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Amapi Toon Elephant
Smoothing the mesh

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Here's an example of a toon elephant that was modeled years ago in Amapi 3D version 6. When it was still in Amapi, it was exported to Wavefront OBJ file format, a format used commonly by many 3D programs and even 2D photo imaging and animation programs such as Photoshop CS4 and Anime Studio Pro, which support 3D layers.

Amapi toon elephant

If you're interested in getting a free copy of this model, look in the free models collection

Here's how to work with this kodel in Curvy 3D:

First, import the model.

The version of Curvy we used in this example supports importing of OBJ  files. Other formats might be seen in future versions.

Right after importing the object, it might appear small or large, depending on the model. You'll want to adjust the size or zoom out, etc...

The Move tool is at the top of several tools including rotate and scale. It also shows Widgit move and widgit rotate options.

Select the Scale tool

Make sure that the object you want to resize is selected.

If it is a mesh, as in this elephant toon character example, it will show a small orange cross in the middle of the selected object.

Here's a good way to look at it from different angles, after resizing, centering, moving etc...

Now let's use the smooth tool

With the object selected, go to the Model menu and select 'Smooth', or better yet, hit the keyboard shortcut:

'S' is for Smooth

Shift+S is for faster smooth

Note that you can use this Smooth shortcut regardless of whether you have selected a curve on a curve-based object, or when your object is based on a mesh, as in this example. Indeed, there's a Smooth item in the Curve menu too, with the same shortcut 'S'. So, whichever is currently selected - a model altogether, or one of its curves, if any - S will smooth the currently selected item. (Note: If you don't want curves to be in your way of smoothing the mesh, use 'K' to kill the curves and convert the model to a mesh.)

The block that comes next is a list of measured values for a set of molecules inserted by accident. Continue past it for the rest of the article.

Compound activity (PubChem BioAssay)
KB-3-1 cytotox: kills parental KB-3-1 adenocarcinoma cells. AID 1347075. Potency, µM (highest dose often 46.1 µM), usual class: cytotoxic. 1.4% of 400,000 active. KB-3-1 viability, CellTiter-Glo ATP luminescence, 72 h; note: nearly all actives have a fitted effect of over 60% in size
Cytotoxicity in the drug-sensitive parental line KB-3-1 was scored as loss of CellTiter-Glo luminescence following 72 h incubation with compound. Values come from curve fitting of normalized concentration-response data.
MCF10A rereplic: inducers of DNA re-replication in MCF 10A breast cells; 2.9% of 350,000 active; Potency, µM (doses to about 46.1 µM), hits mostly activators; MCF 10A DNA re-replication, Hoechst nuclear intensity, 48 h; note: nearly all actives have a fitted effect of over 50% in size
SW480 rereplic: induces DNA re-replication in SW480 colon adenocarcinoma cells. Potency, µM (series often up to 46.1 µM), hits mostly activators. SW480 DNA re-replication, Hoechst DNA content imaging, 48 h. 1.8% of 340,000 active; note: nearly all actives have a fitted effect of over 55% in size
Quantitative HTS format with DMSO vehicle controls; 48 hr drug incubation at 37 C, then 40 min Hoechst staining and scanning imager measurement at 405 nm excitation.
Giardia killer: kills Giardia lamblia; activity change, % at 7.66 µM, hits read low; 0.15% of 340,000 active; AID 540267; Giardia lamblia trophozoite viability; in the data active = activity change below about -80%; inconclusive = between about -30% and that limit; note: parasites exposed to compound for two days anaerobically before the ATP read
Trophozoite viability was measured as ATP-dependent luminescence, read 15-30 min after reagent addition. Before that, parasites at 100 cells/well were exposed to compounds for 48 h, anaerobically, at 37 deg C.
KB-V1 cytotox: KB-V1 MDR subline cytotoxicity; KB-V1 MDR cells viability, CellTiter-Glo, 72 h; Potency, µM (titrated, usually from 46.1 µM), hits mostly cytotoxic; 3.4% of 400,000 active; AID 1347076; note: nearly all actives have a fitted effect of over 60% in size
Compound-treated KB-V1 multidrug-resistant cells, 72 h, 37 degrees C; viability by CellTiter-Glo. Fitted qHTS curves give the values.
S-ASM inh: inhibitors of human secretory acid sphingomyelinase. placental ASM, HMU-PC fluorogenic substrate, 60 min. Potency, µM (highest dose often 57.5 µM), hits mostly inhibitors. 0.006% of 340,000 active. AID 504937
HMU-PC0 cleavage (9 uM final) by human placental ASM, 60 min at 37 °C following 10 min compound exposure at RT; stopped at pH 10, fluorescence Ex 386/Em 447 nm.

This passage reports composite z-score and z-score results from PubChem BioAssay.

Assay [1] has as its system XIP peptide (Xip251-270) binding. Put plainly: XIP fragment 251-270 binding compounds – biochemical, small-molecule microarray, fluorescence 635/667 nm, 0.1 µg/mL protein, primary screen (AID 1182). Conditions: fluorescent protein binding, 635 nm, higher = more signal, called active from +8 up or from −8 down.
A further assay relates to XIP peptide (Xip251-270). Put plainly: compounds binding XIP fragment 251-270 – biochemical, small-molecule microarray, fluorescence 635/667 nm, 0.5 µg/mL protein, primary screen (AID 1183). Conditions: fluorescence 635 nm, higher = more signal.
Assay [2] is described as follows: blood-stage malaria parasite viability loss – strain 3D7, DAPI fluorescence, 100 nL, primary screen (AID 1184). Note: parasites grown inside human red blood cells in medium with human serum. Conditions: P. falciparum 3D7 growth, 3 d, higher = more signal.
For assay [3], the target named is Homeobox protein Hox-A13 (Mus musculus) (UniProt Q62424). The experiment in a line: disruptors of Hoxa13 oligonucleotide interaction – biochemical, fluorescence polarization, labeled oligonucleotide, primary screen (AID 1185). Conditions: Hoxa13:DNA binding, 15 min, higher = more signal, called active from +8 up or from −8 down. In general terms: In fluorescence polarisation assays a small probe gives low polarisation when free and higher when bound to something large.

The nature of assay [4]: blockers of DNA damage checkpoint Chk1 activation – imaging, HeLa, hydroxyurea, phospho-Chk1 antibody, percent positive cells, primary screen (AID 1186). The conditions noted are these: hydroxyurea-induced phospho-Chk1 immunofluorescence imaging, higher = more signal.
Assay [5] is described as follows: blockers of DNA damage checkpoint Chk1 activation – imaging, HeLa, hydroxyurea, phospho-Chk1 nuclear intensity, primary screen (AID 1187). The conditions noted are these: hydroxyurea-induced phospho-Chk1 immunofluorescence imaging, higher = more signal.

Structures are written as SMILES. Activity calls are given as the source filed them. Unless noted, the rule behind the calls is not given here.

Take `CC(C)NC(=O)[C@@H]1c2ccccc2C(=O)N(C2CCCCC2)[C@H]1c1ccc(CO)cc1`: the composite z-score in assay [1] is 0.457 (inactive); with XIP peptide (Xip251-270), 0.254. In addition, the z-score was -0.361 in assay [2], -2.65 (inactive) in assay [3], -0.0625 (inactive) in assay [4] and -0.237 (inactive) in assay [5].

Each and every time that you use the Smooth command, Curvy 3D goes to work and smooths the selected model. Here is a timelapse of what happens to our toon elephant when using Shift+S numerous times. Each time that I smoothed it, I also went to

    Dogwaffle -> Send to Brush

and added it to a stored brush timeline as a new frame (Add Frame), thus easily building a custom animated brush with a sequence of changing elephants.

Here's a single brush stroke with it, from right to left.

You can see how the model changed, as Curvy tightened the surfaces as part of smoothing them.

And here's another composition done with it - lots of elephants of different colors and shapes, thanks in part to Curvy's quick and easy smoothing tool.

click to enlarge

Other useful scenarios are right after a boolean operation such as Quick Merge All or Subtract Children and similar. Or, after painting some displacements on the mesh and deciding it needs to be more subtle. Or, after painting some 'disruptions' and bumps and other morph warps, you may again want to give it a more lean and soft appearance. Smooth does a great job at that.

Quick Merge All: 

before smoothing:
after smoothing:

Subtract Children:

before smoothing:
after smoothing:

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